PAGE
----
A senior councillor has sought to allay fears over plans to open a homeless centre at a former retirement home.

Havering Council deputy leader Cllr Gillian Ford said the proposed use of Royal Jubilee Court in Gidea Park as a homeless centre will be temporary, the decision was made openly and residents will be "ordinary families without a home."

The Main Road sheltered housing complex, previously earmarked to be redeveloped as an older person's village, will be used as temporary accommodation for homeless families until a family welcome centre in Harold Hill is built, she said.

The council will revert to original regeneration plans once the building opens in 2025 or 2026, she added.

This comes after criticism from residents and Romford's MP Andrew Rosindell, who said last Friday (October 20) that the move was "unacceptable".

But Cllr Ford said the council needed to deal with rising homelessness and a shortage of private sector housing.

Writing on Facebook, she said: "We have seen an unprecedented number of families finding themselves homeless in the past 12-18 months."

Cllr Ford added that the council has had to place homeless people in hotels and claimed it cost the local authority £325,000 a month.

She also explained that staying long term in hotels also impacts negatively on children’s schooling and well-being, with considerable impact on mental health for both parents and children.

RELATED NEWS: Royal Jubilee Court, Romford, set to be homeless centre

Romford Recorder: Royal Jubilee Court in Gidea ParkRoyal Jubilee Court in Gidea Park (Image: Google)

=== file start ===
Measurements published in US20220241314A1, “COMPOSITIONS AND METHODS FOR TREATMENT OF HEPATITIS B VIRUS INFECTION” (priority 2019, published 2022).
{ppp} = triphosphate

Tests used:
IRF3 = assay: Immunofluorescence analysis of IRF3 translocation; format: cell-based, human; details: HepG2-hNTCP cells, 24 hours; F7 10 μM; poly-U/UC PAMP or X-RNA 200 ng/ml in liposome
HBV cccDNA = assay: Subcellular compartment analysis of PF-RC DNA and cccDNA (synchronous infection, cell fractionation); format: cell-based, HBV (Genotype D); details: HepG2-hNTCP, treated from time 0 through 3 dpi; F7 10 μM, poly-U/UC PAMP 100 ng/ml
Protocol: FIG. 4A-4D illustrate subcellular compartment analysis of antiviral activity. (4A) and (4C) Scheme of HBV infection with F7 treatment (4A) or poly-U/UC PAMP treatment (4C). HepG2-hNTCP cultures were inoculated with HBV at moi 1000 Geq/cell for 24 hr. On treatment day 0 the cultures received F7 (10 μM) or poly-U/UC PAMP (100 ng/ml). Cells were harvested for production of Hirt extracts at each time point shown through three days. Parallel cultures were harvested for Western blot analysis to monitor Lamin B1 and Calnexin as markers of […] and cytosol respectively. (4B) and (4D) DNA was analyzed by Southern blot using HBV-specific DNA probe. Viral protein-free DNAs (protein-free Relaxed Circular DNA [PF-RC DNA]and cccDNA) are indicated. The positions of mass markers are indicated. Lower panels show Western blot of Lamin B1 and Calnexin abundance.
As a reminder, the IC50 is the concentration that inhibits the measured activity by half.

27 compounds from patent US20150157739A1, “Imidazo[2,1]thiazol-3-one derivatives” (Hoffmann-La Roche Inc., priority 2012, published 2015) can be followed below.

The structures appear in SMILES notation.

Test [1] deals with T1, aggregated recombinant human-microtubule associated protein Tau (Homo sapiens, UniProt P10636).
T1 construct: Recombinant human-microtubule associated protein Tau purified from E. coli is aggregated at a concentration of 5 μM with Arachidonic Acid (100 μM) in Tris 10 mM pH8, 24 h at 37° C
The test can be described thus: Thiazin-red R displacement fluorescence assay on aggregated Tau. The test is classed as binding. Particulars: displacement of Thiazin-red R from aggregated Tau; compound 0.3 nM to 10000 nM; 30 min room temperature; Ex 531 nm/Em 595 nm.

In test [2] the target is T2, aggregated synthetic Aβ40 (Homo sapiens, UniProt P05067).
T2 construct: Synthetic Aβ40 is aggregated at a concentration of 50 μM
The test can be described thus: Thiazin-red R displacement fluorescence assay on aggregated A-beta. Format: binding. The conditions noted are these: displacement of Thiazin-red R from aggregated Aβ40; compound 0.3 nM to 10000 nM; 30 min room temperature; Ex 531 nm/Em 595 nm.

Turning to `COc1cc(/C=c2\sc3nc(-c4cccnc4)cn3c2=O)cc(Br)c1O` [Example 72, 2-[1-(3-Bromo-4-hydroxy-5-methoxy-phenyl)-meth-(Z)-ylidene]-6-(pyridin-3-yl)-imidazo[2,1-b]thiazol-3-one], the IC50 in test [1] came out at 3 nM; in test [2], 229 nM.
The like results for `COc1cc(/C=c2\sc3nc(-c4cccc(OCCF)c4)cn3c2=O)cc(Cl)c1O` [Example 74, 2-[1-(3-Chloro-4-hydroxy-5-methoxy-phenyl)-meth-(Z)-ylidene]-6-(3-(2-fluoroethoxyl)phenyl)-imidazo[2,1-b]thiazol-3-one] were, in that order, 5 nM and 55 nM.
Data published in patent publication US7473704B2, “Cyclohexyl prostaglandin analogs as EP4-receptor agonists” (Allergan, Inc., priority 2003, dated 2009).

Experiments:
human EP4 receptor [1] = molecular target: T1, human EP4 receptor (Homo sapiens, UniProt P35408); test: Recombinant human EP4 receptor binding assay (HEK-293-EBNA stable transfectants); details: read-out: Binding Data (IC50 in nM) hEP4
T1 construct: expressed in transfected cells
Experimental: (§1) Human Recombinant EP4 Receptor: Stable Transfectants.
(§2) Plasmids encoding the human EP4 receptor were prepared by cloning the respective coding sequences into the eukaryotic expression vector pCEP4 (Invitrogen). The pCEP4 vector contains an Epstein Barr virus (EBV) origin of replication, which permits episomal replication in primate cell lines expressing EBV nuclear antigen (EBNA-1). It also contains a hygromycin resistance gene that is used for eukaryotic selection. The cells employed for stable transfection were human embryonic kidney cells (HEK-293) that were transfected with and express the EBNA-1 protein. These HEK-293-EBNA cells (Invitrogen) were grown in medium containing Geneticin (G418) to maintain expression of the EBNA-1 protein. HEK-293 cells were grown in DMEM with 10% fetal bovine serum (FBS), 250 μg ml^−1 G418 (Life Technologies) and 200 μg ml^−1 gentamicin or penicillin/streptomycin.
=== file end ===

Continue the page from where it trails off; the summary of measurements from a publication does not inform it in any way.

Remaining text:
Cllr Keith Darvill, cabinet member for housing, said last Friday that it would be more cost-effective to use a facility lying idle, such as Royal Jubilee Court, than using hotels.

But residents such as Andrew Honeyman of Gidea Park felt they had not been properly consulted.

"Its not an ideal location," he said. "There should've been some public consultation rather than doing this through the back door."

In response to such claims, Cllr Ford said the intention to use Royal Jubilee Court to accommodate homeless families was put forward by Cllr Paul McGeary, Labour representative for Gooshays ward, at a council meeting on June 12.

Ward members were invited to a meeting on August 3 to discuss the plans, she added.

Mr Rosindell had said that all kinds of people could be put there with people of particular needs, which was not suitable for a building designed for elderly people

To address that, Cllr Ford said residents will be "ordinary local families" without a home and the premises will be staffed with 24-hour security and CCTV.